Mrs. Robens was all-business. She didn’t even pretend to be friendly. Lori-ann had never even seen Mr. Robens, just his underwear which she sometimes found under the bed. He was a large man, she’d determined, who cut little slits in the elastic waistbands of his boxers so they wouldn’t bind so much.

She cleaned for the Massarellis and the Adamses and the Whitlocks and the Wongs. In each case, they were almost never home. Sometimes the McGees were--they both had home offices and two teen-agers, so you never really knew who you were going to run into there.

Sherry Schwartz was always home because she had three pre-schoolers and was at her wit’s end most of the time. She loved Lori-ann. It was more or less mutual. Sherry just couldn’t keep on top of things—who could with three little kids?—and she was so grateful for Lori-ann’s help.

“You’re like a big sister to me,” she told Lori-ann one time when she was in the midst making home-made Play-dough, “I mean, I know I’m older than you and all that. But I think you may be wiser.”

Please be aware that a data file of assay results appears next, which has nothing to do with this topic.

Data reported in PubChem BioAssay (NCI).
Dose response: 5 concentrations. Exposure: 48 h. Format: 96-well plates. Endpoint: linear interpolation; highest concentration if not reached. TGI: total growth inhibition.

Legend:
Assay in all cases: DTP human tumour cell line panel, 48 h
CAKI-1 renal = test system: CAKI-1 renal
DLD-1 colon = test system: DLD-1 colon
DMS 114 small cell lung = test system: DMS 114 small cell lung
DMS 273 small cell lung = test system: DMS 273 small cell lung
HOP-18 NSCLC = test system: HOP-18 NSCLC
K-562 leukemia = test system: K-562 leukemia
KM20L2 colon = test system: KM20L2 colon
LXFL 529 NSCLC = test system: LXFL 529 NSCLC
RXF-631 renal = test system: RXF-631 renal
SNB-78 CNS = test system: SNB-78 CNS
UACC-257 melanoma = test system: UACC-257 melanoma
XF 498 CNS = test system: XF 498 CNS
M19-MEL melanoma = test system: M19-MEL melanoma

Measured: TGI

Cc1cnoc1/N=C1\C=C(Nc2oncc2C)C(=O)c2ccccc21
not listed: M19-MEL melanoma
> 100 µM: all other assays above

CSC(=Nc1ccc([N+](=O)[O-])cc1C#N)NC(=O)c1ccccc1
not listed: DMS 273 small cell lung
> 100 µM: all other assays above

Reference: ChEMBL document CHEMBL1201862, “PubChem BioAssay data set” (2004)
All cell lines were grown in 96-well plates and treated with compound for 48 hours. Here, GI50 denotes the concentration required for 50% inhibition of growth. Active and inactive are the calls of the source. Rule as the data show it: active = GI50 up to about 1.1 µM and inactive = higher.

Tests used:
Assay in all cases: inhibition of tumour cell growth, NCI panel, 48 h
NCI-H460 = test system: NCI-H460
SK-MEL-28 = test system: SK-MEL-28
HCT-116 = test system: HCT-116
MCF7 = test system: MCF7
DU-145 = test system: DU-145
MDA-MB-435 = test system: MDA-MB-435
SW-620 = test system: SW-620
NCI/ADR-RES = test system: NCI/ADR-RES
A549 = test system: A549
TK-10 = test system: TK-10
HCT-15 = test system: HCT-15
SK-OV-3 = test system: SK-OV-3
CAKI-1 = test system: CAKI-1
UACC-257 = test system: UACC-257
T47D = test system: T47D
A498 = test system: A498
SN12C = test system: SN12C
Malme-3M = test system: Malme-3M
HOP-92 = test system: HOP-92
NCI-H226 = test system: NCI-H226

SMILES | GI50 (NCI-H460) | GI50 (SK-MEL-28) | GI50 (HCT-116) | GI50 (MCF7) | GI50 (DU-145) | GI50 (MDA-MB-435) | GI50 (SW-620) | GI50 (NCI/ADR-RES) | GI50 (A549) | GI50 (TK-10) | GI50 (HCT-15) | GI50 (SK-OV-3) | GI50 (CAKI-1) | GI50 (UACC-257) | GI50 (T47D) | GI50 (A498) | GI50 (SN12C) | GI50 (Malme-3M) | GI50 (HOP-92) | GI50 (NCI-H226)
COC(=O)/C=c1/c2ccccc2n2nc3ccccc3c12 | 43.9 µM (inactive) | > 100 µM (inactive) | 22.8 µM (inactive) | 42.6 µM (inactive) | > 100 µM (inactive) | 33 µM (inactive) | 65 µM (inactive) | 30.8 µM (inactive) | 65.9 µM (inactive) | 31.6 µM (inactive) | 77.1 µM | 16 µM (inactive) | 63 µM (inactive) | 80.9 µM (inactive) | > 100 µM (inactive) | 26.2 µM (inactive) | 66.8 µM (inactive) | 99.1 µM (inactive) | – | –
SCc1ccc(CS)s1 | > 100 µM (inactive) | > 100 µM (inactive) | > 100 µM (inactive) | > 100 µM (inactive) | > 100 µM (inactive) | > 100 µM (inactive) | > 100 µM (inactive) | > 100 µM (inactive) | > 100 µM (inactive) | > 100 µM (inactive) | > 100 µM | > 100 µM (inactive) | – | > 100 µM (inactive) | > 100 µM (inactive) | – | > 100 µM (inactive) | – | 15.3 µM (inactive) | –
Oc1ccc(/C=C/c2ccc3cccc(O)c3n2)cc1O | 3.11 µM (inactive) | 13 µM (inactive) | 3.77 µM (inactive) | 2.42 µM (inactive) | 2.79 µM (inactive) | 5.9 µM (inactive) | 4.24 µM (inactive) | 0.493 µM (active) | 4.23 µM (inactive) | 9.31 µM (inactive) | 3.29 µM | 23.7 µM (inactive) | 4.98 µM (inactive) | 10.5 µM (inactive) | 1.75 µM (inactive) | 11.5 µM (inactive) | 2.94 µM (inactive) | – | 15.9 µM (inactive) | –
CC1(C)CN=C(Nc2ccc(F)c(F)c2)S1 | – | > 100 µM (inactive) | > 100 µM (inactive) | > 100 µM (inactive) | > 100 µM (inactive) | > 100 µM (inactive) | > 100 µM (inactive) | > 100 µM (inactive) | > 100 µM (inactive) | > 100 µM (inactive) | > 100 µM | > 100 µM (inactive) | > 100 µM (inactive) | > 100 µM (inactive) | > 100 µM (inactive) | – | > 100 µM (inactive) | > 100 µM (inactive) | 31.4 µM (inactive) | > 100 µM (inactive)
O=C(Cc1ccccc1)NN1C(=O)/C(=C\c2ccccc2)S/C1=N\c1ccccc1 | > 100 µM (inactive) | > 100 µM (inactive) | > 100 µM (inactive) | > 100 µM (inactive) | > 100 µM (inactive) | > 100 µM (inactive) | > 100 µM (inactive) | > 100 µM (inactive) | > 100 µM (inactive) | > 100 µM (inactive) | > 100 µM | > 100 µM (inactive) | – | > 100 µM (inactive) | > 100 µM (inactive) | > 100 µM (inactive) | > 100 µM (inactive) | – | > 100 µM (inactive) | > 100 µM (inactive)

Lori-ann thought that might be true—she never would have had three kids all under the age of five, for example—but she was flattered nonetheless.

It took forever to clean Sherry’s house. She’d spend almost twice the time she did at any other comparably-sized house. But she never told Sherry that she was giving her what amounted to a 50% discount. That’s because it actually made her happy to see Sherry visibly calmer when everything was clean and back in order—even though she was sure it didn’t stay that way for long.

Mr. Graber’s house wasn’t the biggest, but it was clear that he was the richest of her clients. Probably the one closest to being a snob, too. Except that he wasn’t one.